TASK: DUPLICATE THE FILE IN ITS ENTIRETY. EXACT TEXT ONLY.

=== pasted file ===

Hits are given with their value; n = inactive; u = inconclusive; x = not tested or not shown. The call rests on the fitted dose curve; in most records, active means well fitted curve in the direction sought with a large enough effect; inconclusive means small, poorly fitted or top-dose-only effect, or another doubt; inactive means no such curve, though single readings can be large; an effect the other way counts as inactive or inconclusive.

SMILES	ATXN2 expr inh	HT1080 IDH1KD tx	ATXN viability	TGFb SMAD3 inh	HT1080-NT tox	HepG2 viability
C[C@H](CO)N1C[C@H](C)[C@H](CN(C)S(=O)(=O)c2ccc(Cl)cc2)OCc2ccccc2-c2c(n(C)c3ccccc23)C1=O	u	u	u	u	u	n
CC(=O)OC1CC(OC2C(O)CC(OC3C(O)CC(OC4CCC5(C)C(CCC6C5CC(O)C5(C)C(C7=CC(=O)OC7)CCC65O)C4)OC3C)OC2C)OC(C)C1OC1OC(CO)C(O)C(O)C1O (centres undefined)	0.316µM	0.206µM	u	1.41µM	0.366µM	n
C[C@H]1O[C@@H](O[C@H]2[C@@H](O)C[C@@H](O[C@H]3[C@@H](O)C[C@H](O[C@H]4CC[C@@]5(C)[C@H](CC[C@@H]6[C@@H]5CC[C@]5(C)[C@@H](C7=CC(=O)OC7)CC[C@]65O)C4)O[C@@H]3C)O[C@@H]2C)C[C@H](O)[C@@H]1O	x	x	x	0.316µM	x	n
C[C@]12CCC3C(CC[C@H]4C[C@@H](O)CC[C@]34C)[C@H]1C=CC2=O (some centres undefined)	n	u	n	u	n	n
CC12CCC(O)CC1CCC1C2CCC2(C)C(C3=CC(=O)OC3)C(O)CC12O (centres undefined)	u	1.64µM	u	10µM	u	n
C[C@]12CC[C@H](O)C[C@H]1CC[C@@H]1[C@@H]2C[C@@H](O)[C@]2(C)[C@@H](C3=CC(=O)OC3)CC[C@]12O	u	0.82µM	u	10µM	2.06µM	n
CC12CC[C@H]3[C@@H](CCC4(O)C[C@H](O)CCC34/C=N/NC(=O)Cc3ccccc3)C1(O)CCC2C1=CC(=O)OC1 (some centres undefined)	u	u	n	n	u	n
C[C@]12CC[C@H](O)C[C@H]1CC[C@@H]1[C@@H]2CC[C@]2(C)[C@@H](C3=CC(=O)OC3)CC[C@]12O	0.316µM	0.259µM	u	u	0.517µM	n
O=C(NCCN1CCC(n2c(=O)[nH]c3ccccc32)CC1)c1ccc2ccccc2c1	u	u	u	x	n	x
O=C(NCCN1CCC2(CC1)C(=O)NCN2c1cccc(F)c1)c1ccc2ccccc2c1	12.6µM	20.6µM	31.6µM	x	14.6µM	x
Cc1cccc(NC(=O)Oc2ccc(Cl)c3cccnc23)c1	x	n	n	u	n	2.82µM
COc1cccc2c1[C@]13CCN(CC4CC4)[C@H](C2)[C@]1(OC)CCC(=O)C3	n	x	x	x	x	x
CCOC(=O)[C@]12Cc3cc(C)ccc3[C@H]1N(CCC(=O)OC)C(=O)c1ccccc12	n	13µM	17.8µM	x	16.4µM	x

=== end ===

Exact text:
Hits are given with their value; n = inactive; u = inconclusive; x = not tested or not shown. The call rests on the fitted dose curve; in most records, active means well fitted curve in the direction sought with a large enough effect; inconclusive means small, poorly fitted or top-dose-only effect, or another doubt; inactive means no such curve, though single readings can be large; an effect the other way counts as inactive or inconclusive.

SMILES	ATXN2 expr inh	HT1080 IDH1KD tx	ATXN viability	TGFb SMAD3 inh	HT1080-NT tox	HepG2 viability
C[C@H](CO)N1C[C@H](C)[C@H](CN(C)S(=O)(=O)c2ccc(Cl)cc2)OCc2ccccc2-c2c(n(C)c3ccccc23)C1=O	u	u	u	u	u	n
CC(=O)OC1CC(OC2C(O)CC(OC3C(O)CC(OC4CCC5(C)C(CCC6C5CC(O)C5(C)C(C7=CC(=O)OC7)CCC65O)C4)OC3C)OC2C)OC(C)C1OC1OC(CO)C(O)C(O)C1O (centres undefined)	0.316µM	0.206µM	u	1.41µM	0.366µM	n
C[C@H]1O[C@@H](O[C@H]2[C@@H](O)C[C@@H](O[C@H]3[C@@H](O)C[C@H](O[C@H]4CC[C@@]5(C)[C@H](CC[C@@H]6[C@@H]5CC[C@]5(C)[C@@H](C7=CC(=O)OC7)CC[C@]65O)C4)O[C@@H]3C)O[C@@H]2C)C[C@H](O)[C@@H]1O	x	x	x	0.316µM	x	n
C[C@]12CCC3C(CC[C@H]4C[C@@H](O)CC[C@]34C)[C@H]1C=CC2=O (some centres undefined)	n	u	n	u	n	n
CC12CCC(O)CC1CCC1C2CCC2(C)C(C3=CC(=O)OC3)C(O)CC12O (centres undefined)	u	1.64µM	u	10µM	u	n
C[C@]12CC[C@H](O)C[C@H]1CC[C@@H]1[C@@H]2C[C@@H](O)[C@]2(C)[C@@H](C3=CC(=O)OC3)CC[C@]12O	u	0.82µM	u	10µM	2.06µM	n
CC12CC[C@H]3[C@@H](CCC4(O)C[C@H](O)CCC34/C=N/NC(=O)Cc3ccccc3)C1(O)CCC2C1=CC(=O)OC1 (some centres undefined)	u	u	n	n	u	n
C[C@]12CC[C@H](O)C[C@H]1CC[C@@H]1[C@@H]2CC[C@]2(C)[C@@H](C3=CC(=O)OC3)CC[C@]12O	0.316µM	0.259µM	u	u	0.517µM	n
O=C(NCCN1CCC(n2c(=O)[nH]c3ccccc32)CC1)c1ccc2ccccc2c1	u	u	u	x	n	x
O=C(NCCN1CCC2(CC1)C(=O)NCN2c1cccc(F)c1)c1ccc2ccccc2c1	12.6µM	20.6µM	31.6µM	x	14.6µM	x
Cc1cccc(NC(=O)Oc2ccc(Cl)c3cccnc23)c1	x	n	n	u	n	2.82µM
COc1cccc2c1[C@]13CCN(CC4CC4)[C@H](C2)[C@]1(OC)CCC(=O)C3	n	x	x	x	x	x
CCOC(=O)[C@]12Cc3cc(C)ccc3[C@H]1N(CCC(=O)OC)C(=O)c1ccccc12	n	13µM	17.8µM	x	16.4µM	x